Remember: When you bring a dog home for the first time, they’re likely to find everything pretty overwhelming at first.

Friendly to Other Dogs

Just because a dog is friendly toward humans, it doesn’t mean they’ll necessarily be friendly to other dogs too. Fortunately, Labradoodles are friendly towards both dogs and humans. Some dogs will turn tail and run if they aren’t comfortable with other dogs, while others may try to dominate or fight the other dog. Labradoodles would rather play than fight.

Once again, good canine social skills comes down to more than just breed, which is why it’s best for dogs to live with their mother and littermates until they are at least six to eight weeks old, and to spend lots of time playing with other dogs during puppyhood. It takes time and effort to make sure an individual of any species has good social skills. But, given the opportunity to socialise, Labradoodles are more predisposed to canine friendliness than some other breeds.

Friendly Toward Strangers

While some breeds will be aggressive, nervous or indifferent around people they don’t know, Labradoodles and other stranger-friendly dogs will greet guests with a wagging tail and a nuzzle. As an adult, dogs of any breed will respond better to strangers if they were exposed to lots of different types, ages, sizes and shapes of people as a puppy. Labradoodles are just a little ahead of the curve in this respect.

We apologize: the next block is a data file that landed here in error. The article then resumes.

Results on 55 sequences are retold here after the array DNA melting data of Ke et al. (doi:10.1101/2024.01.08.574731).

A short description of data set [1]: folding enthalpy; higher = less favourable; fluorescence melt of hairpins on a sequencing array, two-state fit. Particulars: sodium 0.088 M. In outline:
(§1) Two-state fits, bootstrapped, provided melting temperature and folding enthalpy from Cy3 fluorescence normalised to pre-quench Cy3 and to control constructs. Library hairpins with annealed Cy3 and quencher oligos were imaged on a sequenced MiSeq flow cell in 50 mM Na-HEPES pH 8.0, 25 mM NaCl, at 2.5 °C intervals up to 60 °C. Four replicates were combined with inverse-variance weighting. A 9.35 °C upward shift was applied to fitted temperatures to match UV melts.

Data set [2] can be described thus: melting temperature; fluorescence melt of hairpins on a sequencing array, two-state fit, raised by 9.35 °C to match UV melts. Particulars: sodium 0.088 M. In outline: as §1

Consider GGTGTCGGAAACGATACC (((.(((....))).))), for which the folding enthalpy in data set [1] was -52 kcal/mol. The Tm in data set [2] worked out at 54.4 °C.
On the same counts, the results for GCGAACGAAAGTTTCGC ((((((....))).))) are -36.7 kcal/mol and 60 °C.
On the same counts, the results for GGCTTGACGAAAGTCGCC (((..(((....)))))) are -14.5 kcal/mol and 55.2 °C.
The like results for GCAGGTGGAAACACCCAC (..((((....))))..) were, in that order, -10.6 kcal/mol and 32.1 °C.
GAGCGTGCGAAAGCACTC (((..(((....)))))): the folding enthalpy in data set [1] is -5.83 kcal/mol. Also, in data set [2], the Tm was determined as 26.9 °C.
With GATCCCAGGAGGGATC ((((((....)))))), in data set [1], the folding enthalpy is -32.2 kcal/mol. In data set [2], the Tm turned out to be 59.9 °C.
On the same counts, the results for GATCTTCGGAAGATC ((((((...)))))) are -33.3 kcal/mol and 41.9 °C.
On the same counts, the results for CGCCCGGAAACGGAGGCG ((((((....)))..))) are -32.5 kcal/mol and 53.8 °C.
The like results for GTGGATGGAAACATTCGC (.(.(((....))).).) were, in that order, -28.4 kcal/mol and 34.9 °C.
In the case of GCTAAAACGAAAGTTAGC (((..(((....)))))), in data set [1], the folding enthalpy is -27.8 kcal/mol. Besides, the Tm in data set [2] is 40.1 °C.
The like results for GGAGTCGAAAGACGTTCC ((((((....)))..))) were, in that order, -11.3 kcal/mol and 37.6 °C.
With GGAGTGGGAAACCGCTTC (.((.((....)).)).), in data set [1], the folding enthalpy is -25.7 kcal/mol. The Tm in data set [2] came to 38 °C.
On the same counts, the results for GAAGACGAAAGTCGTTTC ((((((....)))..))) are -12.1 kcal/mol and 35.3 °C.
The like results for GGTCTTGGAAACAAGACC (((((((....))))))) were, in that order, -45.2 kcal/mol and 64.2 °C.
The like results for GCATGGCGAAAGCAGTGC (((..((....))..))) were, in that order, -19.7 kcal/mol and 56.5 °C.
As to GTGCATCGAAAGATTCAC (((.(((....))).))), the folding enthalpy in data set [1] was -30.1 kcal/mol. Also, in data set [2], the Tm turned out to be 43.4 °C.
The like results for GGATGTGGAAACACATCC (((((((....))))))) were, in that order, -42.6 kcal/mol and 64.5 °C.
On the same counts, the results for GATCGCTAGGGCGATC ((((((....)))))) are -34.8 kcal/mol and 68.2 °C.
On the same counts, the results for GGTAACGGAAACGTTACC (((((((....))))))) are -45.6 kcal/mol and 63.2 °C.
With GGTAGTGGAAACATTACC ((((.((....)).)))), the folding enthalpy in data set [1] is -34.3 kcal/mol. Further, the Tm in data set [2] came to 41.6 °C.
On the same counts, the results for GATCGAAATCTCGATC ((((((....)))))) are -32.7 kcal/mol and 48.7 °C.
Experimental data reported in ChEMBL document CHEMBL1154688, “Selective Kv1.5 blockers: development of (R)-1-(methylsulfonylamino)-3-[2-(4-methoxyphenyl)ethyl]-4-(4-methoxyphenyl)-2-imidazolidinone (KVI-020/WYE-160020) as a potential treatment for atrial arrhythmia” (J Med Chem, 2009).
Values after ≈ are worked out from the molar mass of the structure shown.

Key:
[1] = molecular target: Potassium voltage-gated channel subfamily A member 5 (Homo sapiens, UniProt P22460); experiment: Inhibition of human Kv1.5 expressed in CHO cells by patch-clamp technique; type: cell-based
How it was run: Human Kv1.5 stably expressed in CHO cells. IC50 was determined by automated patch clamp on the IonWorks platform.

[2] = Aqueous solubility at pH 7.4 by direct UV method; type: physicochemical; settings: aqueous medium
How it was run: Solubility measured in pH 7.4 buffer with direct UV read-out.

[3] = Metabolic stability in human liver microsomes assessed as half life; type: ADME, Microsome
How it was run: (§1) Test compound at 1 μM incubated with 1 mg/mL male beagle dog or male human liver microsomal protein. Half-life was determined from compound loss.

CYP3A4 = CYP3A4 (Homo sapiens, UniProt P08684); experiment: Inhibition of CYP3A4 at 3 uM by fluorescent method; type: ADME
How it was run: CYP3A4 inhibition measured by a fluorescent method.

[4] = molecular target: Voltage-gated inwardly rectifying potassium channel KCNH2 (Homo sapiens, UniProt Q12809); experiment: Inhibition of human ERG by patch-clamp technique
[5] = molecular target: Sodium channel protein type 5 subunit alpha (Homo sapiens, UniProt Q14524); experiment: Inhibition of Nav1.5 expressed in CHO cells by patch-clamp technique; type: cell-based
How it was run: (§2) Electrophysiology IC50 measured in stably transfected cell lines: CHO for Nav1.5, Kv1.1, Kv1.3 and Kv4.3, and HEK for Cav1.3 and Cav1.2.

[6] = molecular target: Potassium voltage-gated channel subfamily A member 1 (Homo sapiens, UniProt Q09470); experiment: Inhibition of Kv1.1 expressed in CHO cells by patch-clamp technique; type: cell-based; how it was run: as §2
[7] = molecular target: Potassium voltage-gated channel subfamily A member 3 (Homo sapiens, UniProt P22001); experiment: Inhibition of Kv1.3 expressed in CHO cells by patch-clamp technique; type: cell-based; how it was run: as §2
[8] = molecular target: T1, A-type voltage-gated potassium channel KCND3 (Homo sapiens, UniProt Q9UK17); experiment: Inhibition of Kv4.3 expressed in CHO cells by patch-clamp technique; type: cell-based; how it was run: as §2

Full of Beans

Labradoodles are always ready and waiting for action, as they have very high energy levels. They have the stamina to put in a full workday, as their Labrador ancestors were originally bred to perform canine jobs like herding livestock and retrieving game for hunters. Labradoodles love to spend time investigating any new smells and signs, jumping and playing – they need lots of exercise and mental stimulation.

If you want a dog content to doze the day away, you need to look for a low-energy dog – the canine equivalent of a couch potato. Think about whether you’ll find an energetic, cheeky dog annoying or exciting when you pick your breed, and always take into account your own lifestyle and levels of activity.

Exercise Needs

A slow evening stroll around the block probably won’t be enough for a Labradoodle. The Labradoodle’s ancestors were bred for physically demanding jobs like hunting and herding, so they need daily, vigorous exercise. Digging, yapping and chewing are some common ways that a high-energy dog might vent their pent up energy if they aren’t getting enough exercise, and they may put on some weight.

If you’re interested in training your dog for a high-energy sport, or are generally an active, energetic person, a Labradoodle might be the right choice for you.

For more information about building your relationship with man’s best friend, check out Need2Know’s Essential Guide to Dog Training which explains why positive reinforcement works much better than the outdated, scientifically disproved harsh methods and takes you step by step through the important elements of training that ensure your dog will be a pleasure to live with.

Need2Know have books about all 10 of the UK’s most popular dogs, including Pugs, Bulldogs and Cocker Spaniels. Becoming a doggy guru has never been easier!